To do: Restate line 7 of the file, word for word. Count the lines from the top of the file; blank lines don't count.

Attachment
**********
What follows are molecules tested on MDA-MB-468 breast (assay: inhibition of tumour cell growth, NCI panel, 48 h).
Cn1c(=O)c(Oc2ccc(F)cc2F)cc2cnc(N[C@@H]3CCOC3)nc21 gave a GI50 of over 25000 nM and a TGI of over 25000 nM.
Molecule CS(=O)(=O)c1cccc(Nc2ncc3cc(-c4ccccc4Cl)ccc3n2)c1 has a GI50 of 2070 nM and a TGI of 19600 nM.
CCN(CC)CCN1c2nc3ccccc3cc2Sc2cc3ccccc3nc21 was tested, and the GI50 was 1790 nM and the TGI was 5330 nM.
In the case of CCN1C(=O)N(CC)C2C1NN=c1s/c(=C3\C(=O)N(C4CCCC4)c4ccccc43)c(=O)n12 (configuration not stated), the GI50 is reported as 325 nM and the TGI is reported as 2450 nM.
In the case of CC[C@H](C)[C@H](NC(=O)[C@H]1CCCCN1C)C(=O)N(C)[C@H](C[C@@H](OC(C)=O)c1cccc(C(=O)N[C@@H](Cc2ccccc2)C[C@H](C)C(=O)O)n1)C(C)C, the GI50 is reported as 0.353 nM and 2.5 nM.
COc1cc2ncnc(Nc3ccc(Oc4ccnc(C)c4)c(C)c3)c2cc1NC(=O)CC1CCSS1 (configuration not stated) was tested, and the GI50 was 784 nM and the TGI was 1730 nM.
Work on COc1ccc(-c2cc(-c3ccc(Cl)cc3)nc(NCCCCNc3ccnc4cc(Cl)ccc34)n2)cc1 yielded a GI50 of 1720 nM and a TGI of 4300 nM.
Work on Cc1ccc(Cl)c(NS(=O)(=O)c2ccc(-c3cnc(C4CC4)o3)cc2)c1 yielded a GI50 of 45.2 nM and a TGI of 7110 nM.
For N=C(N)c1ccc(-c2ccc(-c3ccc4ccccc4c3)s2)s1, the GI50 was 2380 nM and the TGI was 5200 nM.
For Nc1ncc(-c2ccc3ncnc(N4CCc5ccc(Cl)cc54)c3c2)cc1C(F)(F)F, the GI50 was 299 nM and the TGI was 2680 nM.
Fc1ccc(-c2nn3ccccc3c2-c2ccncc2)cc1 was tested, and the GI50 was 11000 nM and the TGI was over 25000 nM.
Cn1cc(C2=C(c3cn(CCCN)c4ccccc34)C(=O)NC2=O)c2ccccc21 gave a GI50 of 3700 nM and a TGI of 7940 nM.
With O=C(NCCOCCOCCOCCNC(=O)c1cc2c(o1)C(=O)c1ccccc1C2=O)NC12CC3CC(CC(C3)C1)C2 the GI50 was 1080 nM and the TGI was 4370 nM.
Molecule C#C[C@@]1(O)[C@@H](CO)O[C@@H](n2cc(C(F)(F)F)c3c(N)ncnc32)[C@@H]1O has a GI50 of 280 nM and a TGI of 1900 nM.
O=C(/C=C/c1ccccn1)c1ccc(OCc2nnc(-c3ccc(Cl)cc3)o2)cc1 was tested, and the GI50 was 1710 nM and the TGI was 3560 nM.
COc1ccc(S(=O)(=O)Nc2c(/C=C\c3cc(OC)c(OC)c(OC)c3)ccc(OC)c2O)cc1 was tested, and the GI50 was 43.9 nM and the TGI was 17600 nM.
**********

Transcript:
COc1cc2ncnc(Nc3ccc(Oc4ccnc(C)c4)c(C)c3)c2cc1NC(=O)CC1CCSS1 (configuration not stated) was tested, and the GI50 was 784 nM and the TGI was 1730 nM.